In the course of a somewhat rambling discussion of the ways of bureaucrats Gary Aldrich tosses off an interesting observation: “TIPS is what the federal government does when it knows what to do, but cannot do it out of fear of being accused of racial profiling.” I think there’s something to that. The Feds can’t single out Palestinians or Wahhabis for surveillance, because that would be profiling, but they can respond to tips from informers, and if the informers happen to watch young swarthy males more than others, who’s to know?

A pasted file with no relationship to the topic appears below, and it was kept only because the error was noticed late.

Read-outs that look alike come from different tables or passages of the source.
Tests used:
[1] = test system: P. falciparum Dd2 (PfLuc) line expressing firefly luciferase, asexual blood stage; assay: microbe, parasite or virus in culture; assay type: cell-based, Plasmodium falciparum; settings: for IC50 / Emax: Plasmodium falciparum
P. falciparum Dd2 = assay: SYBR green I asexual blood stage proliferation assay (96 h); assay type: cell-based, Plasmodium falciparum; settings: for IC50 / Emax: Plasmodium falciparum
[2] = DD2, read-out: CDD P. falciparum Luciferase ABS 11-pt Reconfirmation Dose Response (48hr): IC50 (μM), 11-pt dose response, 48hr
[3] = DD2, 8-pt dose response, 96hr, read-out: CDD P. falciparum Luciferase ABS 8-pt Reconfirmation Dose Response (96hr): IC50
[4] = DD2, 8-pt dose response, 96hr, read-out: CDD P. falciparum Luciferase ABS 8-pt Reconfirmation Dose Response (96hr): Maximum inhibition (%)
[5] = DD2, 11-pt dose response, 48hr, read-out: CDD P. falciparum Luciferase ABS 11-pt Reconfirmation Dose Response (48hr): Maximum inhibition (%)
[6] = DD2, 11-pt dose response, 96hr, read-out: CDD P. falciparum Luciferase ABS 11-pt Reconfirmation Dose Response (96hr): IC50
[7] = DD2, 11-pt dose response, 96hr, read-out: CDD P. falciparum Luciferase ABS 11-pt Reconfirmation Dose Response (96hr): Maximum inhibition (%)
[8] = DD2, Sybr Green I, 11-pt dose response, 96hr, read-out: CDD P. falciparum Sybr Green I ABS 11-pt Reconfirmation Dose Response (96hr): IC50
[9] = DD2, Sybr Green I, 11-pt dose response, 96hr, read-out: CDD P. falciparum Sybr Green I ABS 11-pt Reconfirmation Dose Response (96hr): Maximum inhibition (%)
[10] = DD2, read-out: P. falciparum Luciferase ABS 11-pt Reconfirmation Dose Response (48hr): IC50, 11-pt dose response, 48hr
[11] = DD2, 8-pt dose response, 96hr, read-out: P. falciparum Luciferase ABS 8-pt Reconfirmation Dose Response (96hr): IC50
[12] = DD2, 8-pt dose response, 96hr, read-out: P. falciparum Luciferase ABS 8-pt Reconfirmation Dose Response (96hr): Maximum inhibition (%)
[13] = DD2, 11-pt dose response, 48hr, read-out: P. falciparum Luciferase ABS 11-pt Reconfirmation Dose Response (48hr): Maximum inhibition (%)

It’s an application of the general rule that unrealistic principles in one part of a system lead to unprincipled realism elsewhere. The Roman Law adopted on the Continent in the course of the Middle Ages imposed the unrealistic requirement of two witnesses or confession before a man could be convicted. The result was judicial torture to extort confessions. Plea bargaining—extortion of confession by the threat of draconian punishment—is a similar accommodation to reality in a similarly unrealistic modern system. We live in an age in which law is idealized, but the more idealized the law, it seems, the more lawless the reality.